Getting to know your students from Hong Kong

UK schools are likely to see an increase in the number of students from Hong Kong due to a visa scheme launched in January 2021.
This two-minute read will help you better understand and prepare for their arrival.

“Around 20% of Hong Kong youths suffer from severe or extreme depression because of the political unrest.”

87% of secondary school students don’t trust the government and 70% don’t trust people in general.

Political crackdown, arrests and seeming impunity for officials and police have caused some students to doubt the value of justices and learning.

Teachers and social workers interviewed by Hong Kong Well

Younger children have been affected as well. Some were uprooted “overnight” as parents decided to leave in haste and in secret due to safety concerns, allowing no proper farewells with friends.

Adapting to a new life in the UK will be challenging. While 40% of 12-year-olds are fluent in English to classroom level, other may struggle initially. Mainstream schools in Hong Kong tend to be more intense academically than the UK. Students are used to competition-centred teaching and learning that ranks them from a young age. Their experience of discussion and in note-taking are also limited.


Emotional challenges

Many Hongkongers have migrated here because, in 2020, China imposed a law in their hometown that effectively outlaws dissent and significantly restricts rights and freedoms. The UK is allowing Hongkongers with British National (Overseas) status and their dependants to settle here. Some of these students may come with emotional challenges. This is because young people were key participants in a 2019 mass social movement to oppose a law amendment many feared would threaten the city’s freedom. For more than six months, they witnessed a violent crackdown on the streets either in person or via social media. This was followed by political suppression which extended to classrooms.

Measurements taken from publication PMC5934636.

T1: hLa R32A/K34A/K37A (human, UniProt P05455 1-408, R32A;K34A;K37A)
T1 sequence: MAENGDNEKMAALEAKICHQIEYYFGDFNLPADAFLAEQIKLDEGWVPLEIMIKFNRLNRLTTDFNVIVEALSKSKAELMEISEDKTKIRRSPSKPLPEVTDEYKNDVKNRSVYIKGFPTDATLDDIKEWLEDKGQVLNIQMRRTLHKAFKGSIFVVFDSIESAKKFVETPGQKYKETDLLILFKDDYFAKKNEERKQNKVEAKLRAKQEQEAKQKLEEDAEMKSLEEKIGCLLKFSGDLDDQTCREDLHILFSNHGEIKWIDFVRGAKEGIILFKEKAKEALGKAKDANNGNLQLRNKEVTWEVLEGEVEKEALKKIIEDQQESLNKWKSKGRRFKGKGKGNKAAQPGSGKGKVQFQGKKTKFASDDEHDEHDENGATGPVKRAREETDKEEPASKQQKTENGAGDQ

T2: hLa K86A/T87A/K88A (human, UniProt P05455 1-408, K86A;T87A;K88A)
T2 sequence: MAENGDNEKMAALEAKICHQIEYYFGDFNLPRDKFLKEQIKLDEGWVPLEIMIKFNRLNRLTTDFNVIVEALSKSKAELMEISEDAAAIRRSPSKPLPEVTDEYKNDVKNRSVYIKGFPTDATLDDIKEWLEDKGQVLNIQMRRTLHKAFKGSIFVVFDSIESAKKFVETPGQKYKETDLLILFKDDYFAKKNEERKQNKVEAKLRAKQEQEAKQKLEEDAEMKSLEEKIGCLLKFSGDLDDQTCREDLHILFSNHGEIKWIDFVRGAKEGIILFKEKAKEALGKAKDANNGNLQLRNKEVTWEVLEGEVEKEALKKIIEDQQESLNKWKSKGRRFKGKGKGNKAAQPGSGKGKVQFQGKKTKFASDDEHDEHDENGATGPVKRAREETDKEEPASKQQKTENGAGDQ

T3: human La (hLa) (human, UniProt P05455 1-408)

How you can help?

  1. Provide more support such as specific explanations and step-by-step instructions to help them adjust to more open-ended tasks.
  2. Reassure students that asking questions or expressing opinion is welcome.
  3. Acknowledge their progress and efforts as students/parents may find it hard to track their achievements without frequent assessments and ranking, which they are familiar with.
  4. Assign “buddies” from diverse background.
  5. Be alert to signs of distress or mental ill-health.
  6. Arrange career counselling for students in secondary schools.
  7. Be aware of potential anti-East Asian racism exacerbated by COVID-19.

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